New York hospital IT professional accused of stealing co-workers' passwords, information

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Richard Liriano, 33, of the Bronx in New York City is accused of installing a malicious software program known as a keylogger on dozens of computers and online accounts between 2017 and 2018, officials said. (PraewBlackWhile/GettyImages)

A former health IT employee at a New York City-area hospital was charged in Manhattan federal court with compromising dozens of co-workers' email accounts and stealing their confidential information, the Department of Justice announced Friday

Richard Liriano, 33, of the Bronx is accused of installing a malicious software program known as a keylogger on dozens of computers and online accounts between 2017 and 2018, officials said. The program recorded and sent victim employees’ keystrokes to Liriano, officials said.

Liriano allegedly used the stolen credentials to repeatedly compromise password-protected online accounts such as social media and personal email accounts and is accused of pilfering through sensitive personal photographs and other documents such as tax records.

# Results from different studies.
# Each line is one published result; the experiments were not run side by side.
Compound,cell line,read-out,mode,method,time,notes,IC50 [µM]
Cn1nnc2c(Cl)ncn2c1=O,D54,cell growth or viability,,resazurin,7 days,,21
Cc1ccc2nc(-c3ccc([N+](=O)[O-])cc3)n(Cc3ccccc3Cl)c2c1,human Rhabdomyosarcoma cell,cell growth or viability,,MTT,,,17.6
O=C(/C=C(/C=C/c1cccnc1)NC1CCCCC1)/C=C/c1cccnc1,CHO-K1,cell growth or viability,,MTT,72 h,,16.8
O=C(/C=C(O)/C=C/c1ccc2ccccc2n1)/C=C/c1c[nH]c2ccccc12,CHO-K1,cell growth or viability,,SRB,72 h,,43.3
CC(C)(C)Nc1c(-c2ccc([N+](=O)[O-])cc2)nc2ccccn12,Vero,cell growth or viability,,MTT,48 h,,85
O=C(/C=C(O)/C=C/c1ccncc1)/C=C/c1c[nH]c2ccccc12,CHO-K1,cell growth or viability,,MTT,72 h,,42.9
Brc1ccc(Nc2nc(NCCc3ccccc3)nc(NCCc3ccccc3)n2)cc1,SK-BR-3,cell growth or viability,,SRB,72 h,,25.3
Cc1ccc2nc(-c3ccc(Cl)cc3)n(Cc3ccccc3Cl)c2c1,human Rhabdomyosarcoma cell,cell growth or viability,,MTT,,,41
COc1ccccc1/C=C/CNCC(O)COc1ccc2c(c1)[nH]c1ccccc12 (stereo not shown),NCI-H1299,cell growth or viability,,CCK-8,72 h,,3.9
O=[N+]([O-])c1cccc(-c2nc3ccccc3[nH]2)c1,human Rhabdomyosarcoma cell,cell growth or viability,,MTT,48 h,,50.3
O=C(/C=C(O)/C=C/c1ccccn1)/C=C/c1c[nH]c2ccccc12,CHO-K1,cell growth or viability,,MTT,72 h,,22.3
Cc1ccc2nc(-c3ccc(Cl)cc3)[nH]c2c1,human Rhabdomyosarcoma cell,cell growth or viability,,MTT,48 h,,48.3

"As information technology increasingly becomes an integral part of our workplaces, ensuring the integrity of those systems becomes even more critical," said U.S. Attorney Geoffrey Berman in a statement. "The arrest of Liriano should serve as an error message to any information technology professionals seeking to capitalize on their trusted access to information: As in this case, you will be caught and prosecuted.”

RELATED: Health systems get failing grade when it comes to NIST cybersecurity best practices: report

Liriano was arraigned in federal court before U.S. Magistrate Judge Katharine Parker. He was charged on three counts, including transmitting a program to a protected computer that intentionally caused damage, which carries a maximum sentence of 10 years in prison.

In the accusation, officials said he primarily used the keylogger program to access at least 30 email accounts, primarily those of female employees. 

“Whatever alleged motivation the subject in this case had, hacking into his co-workers lives, albeit extremely disturbing, wasn't the most egregious act," said FBI Assistant Director in Charge William Sweeney Jr. in a statement. "He allegedly installed a harmful program on computers that house vital and critical healthcare information for hospital patients, without a thought to what he could be compromising in his attempts to spy on people.”

While much of the concern around cybersecurity in healthcare has centered around external actors, a data breach investigations report from Verizon released earlier this year found insider attacks were responsible for the majority of healthcare data breaches (59%) in 2018 versus external attacks (42%). The healthcare industry is the only sector to show a greater number of insider attacks than external, according to Verizon's analysis of more than 20 industries.

Across all industries, external threat actors are still the primary force behind attacks (69% of breaches), with insiders accounting for 34%, they said.

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